Some professors at the University of Ibadan (UI) have backed the decision of the newly constituted university council to restart the process of electing the 13th Vice-Chancellor (VC) of the institution.
They stated this in separate interviews with the News Agency of Nigeria (NAN) in Ibadan on Saturday as news filtered in on the decision of the UI council.
NAN reports that the process of electing the 13th VC for the premier university had been marred with various allegations on the processes set by the former VC, Idowu Olayinka.
The UI VC race started in May 2020.
NAN also gathered that the decision to restart the VC selection process was reached at a meeting of the university council held on Friday and presided by its chairman, John Odigie-Oyegun.
The council also resolved that apart from the cancellation, the VC position should be re-advertised.
The meeting also set a new timetable for the commencement of the new process to be released in the second week of July 2021.
Reacting to the development, a Professor of Guidance and Counselling at the university, Oyesoji Aremu, said the decision was a welcome development as the council sought to start the whole process afresh.
“Oh! it is a simple thing and of course, straightforward. It means the new Council wants to start on a clean slate.
“This is commendable and should be gratifying to all parties both within and outside, given the various shenanigans that greeted the last exercise,” he said.
Also, Francis Egbokhare, a Professor of Linguistics, Faculty of Arts, UI, said it was the right thing to do because the context was already too quasi and contentious.
Mr Egbokhare said if the council continued with the old process, the institution would be having a divided university along religion, cartel and canals over the next four to five years.
“It would have led also to a very toxic academic climate, where professors would be more into politics and not their academic callings.
“So, it is best that the council should reset the starting point.
“And I hope that those who led us into this quagmire would have learnt their lessons. The information on ground is that people have been entrenched into various positions capable of undermining the process.
“I hope that council will be able to manage the situation so that there would be a sense of fairness and community in the way people approach it, and not just from the point of view of council alone but UI community itself,” Mr Egbokhare said.
The don further urged the new council to earn the trust of the UI community and see to it that people are not contesting based on political power but their academic contributions as well as the capacity to make a difference in the system.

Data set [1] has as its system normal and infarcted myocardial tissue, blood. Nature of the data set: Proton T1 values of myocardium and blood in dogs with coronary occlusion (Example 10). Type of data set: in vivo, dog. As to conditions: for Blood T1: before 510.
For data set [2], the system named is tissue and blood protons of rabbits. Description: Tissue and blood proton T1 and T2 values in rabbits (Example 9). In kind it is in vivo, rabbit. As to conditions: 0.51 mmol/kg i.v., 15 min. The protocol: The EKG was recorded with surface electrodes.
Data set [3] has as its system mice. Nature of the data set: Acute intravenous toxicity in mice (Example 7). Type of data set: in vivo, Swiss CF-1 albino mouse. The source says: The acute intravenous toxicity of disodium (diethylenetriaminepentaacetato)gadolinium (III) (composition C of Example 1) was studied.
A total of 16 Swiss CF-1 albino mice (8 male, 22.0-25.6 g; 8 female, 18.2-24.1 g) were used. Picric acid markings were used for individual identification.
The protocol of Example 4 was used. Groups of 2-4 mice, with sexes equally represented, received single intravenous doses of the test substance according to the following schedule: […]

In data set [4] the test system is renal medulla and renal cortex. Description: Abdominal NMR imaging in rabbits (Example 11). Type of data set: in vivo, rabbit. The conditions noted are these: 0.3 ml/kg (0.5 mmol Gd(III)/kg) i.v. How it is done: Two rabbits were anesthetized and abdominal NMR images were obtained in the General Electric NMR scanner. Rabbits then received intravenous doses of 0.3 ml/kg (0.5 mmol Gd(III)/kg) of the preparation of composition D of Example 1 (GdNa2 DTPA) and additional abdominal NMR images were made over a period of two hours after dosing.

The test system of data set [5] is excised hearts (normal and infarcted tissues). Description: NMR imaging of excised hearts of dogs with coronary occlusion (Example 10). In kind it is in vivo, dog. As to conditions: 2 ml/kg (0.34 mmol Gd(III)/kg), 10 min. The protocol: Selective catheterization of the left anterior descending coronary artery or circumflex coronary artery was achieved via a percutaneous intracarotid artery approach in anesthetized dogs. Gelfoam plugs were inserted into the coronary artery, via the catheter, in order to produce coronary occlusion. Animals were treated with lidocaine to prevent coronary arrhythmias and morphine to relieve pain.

Mr Egbokhare said the council must address the various challenges that had stalled the process in the past, not just to produce a VC but to return the institution to a climate where ideas rule without biases for ethnicity or religion.
A Consultant Neurosurgeon, Adefolarin Malomo, said UI being a transitional institution was very reflective and slow but supersede others having learnt from its mistakes.
“Decisions like this for most people in UI is a matured way forward but then all hands must be back on deck to ensure that the most suitable hands for our next mission in approaching our vision will be the man that emerged as the VC,” he said.
Mr Malomo noted that the old process for electing the new VC was a bit unusual of UI.
He added that now the heat has died down and the fume has subsided and light is beginning to show forth and that is the way UI really is.
“And we believe this will give us back our normal UI mentality,” Mr Malomo said.
NAN recalls that an acting VC, Adebola Ekanola, was put in place on December 1, 2020, for the period of six months, after the Olayinka administration could not follow through with the process of electing a new VC.
However, the crises lingered till the end of the old Council under the chairmanship of Nde Joshua Waklek with various allegations of misconduct, manipulation and biases from members of the UI community on the election process.
This led to the extension of the tenure of the acting VC, who also has been unable to complete the process of electing a VC before the embargo placed on the process by the ministry of education through the National Universities Commission.
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